Diet is vital for anyone seeking health, but especially so for people suffering from thyroid disorders. Symptoms of thyroid conditions can range from lack of energy and sensitivity to cold, to weight gain and muscle weakness, to thinning hair, memory problems, and depression. But without a doubt, the top complaints from many people suffering from hypothyroidism, Hashimoto’s, or dealing with a thyroidectomy are difficulty losing weight, brain fog, and lack of energy—all of which can be made worse by the foods we eat.
We tend to think of foods as just food, but in reality, they are sophisticated substances made up of complex chemical compounds comprised of essential nutrients, such as carbohydrates, fats, proteins, vitamins, and minerals. Our bodies access these chemical compounds through digestion. But what happens when our digestion is impaired by a thyroid condition, specifically hypothyroidism? The answer is to look for ways to help our bodies improve digestion through diet and supplementation while simultaneously addressing our underactive thyroid.
Thyroid hormones contribute to numerous metabolic processes in the body, but they play two key roles related to digestion. First, they regulate the rate at which the body uses calories (energy)—also called metabolic rate. In health circles people are known as having either a fast or slow metabolism. People with slower metabolisms, including anyone suffering from hypothyroidism, don’t use calories as efficiently. Therefore, they put weight on more easily and find it more difficult to take weight off. A slow metabolism can also result in lower energy levels, which can cause us to reach for a quick fix in the form of high-carb, sugary foods, which only exacerbate the problem.
Secondly, thyroid hormones influence the speed at which food moves through the digestive tract. Complicating matters for people with hypothyroid conditions is low stomach acid, or Hypochlorhydria. Because thyroid hormones play a role in the secretion of hydrochloric acid, many people with hypothyroid experience hypochlorhydria. Without proper levels of stomach acid, food won’t digest well. Not only does this negatively affect nutrient uptake, but it can create food sensitivities as well as gut infections: Food can sit in the digestive tract and putrefy, which can create conditions like brain fog and Small Intestinal Bacterial Overgrowth (SIBO).i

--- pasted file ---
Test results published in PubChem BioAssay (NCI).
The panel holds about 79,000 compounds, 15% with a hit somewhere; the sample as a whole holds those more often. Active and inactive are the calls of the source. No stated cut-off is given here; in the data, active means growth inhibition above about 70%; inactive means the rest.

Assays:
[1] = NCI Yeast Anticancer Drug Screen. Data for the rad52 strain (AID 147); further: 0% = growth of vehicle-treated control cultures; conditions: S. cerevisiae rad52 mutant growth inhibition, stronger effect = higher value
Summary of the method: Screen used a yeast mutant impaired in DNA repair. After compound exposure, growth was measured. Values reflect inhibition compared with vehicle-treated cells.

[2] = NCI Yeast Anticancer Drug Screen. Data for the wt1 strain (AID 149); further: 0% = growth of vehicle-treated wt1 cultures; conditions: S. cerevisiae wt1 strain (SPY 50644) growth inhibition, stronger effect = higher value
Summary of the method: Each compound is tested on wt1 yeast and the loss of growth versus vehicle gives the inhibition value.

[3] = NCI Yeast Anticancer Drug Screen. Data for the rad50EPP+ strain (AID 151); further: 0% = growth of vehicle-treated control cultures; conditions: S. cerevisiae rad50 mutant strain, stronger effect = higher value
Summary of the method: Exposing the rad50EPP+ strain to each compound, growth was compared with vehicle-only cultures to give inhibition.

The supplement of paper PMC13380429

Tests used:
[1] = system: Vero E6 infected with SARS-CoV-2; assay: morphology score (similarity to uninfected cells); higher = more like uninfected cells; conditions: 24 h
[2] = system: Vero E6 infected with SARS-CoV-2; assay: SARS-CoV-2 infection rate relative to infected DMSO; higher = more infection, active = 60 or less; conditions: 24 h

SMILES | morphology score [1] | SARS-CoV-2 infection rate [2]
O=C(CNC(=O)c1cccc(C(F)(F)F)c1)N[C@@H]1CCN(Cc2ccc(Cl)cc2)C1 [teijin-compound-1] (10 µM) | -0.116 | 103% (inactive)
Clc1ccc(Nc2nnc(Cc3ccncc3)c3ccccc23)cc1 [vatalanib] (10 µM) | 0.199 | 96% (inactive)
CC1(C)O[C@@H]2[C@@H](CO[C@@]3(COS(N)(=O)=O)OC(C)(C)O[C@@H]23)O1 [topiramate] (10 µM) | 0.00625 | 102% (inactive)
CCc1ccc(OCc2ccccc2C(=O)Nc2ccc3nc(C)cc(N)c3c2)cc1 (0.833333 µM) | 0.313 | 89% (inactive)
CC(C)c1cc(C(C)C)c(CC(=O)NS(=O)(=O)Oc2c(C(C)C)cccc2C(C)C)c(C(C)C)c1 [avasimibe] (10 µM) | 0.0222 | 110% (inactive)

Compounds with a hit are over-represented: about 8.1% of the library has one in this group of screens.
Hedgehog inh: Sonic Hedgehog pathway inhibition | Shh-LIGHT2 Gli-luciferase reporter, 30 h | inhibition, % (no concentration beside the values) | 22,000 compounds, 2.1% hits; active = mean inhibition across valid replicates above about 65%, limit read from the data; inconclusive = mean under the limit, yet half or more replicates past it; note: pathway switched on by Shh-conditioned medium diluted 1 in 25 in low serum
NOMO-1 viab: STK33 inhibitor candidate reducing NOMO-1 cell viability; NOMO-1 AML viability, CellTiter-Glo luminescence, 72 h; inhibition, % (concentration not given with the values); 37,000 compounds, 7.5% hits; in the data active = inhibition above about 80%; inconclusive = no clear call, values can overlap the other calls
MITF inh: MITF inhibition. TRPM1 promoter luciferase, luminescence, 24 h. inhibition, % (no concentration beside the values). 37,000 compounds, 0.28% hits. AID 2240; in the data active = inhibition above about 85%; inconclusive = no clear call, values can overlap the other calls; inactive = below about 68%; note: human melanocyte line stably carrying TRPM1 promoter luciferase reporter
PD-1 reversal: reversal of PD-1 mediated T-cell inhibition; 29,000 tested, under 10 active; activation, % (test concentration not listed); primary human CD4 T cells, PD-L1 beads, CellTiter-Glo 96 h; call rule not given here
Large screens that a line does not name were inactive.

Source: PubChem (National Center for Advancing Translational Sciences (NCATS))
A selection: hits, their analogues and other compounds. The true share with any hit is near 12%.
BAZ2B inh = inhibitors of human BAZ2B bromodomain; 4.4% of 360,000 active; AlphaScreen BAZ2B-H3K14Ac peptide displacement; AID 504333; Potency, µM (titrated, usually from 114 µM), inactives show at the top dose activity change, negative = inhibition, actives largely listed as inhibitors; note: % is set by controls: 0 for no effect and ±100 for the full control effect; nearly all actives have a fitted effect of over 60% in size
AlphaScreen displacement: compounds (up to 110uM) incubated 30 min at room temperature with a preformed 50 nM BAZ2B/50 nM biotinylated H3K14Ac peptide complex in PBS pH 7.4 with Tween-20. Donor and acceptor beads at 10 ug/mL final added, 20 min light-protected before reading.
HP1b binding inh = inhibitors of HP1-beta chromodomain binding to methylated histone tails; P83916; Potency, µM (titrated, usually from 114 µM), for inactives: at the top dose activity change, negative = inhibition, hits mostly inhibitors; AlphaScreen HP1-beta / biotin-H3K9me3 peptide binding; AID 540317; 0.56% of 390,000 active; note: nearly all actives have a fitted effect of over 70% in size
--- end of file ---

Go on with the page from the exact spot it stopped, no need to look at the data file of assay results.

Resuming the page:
Depending on the severity of your condition, addressing hypothyroidism through medication or supplementation is a first step. But, diet is also critical. How can you make it easy on yourself and know what diet is best for people with thyroid conditions? Are there some diets that provide better fuel for this particular condition? The answer is yes!
For many reasons, a top choice is the whole-food, plant-based diet. However, that diet completely eliminates animal proteins, which isn’t going to work for some people. For this reason, we recommend a healthy, whole-food low-carbohydrate, high-protein diet. This diet not only improves the symptoms we’ve spoken about so far, but also goes a long way to improve digestion but also balance blood sugars, which brings a host of benefits. Let’s take a closer look now…
Low Stomach Acid
Unfortunately, low stomach acid is a catch-22. Hypothyroidism can cause low stomach acid and low stomach acid can cause hypothyroidism.ii There is such a thing called the gut-thyroid connection: The gut helps the body activate and utilize thyroid hormone more effectively while the thyroid helps the gut to stay healthy by encouraging digestion.
Because thyroid patients typically have low stomach acid, and are not digesting food well, we must take specific actions to help our bodies. When our digestion is inadequate, it means we’re not extracting important nutrients from our food. The body can then sense that it is in one sense “starving,” and while we may be overweight, we will still have cravings and tend to overeat. One of the great benefits of a healthy whole-food, low-carb, high-protein diet, is that it can help with these cravings. Of all foods, animal proteins require the most time for digestion and cause us to feel fuller longer.